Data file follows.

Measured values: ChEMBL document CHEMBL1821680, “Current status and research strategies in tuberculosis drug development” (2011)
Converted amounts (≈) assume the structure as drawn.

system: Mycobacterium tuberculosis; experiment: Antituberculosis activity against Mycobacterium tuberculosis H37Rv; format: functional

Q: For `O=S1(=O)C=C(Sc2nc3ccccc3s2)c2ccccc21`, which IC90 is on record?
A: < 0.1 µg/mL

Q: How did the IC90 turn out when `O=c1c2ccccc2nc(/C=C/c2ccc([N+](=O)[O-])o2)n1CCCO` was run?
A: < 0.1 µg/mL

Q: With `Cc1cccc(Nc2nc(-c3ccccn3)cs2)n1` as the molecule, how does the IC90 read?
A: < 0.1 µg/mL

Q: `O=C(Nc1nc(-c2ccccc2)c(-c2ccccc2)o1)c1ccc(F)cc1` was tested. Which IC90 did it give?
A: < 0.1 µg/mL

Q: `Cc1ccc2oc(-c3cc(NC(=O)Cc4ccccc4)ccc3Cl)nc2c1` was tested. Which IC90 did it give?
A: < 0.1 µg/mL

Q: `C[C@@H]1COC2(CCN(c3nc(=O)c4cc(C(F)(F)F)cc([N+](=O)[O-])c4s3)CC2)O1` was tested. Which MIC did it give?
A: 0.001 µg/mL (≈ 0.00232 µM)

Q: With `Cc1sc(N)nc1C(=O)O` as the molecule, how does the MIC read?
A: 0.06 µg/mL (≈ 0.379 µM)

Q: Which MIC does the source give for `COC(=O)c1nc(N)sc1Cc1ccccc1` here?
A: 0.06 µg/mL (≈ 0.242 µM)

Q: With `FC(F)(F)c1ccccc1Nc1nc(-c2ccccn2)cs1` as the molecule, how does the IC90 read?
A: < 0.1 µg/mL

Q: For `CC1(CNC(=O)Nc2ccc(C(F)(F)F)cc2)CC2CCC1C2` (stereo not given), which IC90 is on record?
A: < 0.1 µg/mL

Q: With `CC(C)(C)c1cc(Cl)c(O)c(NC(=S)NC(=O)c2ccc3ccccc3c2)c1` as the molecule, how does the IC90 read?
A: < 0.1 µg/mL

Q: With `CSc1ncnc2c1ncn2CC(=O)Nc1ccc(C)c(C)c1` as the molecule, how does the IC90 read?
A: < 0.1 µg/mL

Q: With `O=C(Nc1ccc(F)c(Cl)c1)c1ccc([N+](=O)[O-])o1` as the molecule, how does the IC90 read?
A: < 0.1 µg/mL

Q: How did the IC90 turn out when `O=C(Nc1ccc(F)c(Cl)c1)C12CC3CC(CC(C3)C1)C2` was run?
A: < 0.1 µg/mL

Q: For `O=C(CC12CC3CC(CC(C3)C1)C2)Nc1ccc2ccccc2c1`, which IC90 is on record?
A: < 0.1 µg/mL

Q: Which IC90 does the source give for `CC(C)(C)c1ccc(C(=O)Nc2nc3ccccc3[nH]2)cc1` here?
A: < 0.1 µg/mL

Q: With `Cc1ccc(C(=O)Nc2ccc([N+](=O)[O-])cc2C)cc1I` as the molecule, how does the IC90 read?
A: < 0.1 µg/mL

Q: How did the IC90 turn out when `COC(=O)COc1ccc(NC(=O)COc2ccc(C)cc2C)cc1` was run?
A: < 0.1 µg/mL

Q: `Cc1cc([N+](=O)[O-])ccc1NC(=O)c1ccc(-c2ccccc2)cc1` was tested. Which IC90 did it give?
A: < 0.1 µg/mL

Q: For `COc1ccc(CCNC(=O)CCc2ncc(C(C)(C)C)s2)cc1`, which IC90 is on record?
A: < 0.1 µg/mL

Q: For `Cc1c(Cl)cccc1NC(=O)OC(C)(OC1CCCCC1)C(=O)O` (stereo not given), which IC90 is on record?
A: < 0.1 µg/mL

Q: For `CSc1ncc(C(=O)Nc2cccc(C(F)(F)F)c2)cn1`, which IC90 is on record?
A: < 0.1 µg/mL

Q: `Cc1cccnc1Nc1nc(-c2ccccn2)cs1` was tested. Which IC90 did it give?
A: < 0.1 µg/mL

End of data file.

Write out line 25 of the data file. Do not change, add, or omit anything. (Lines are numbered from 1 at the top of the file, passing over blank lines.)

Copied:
A: < 0.1 µg/mL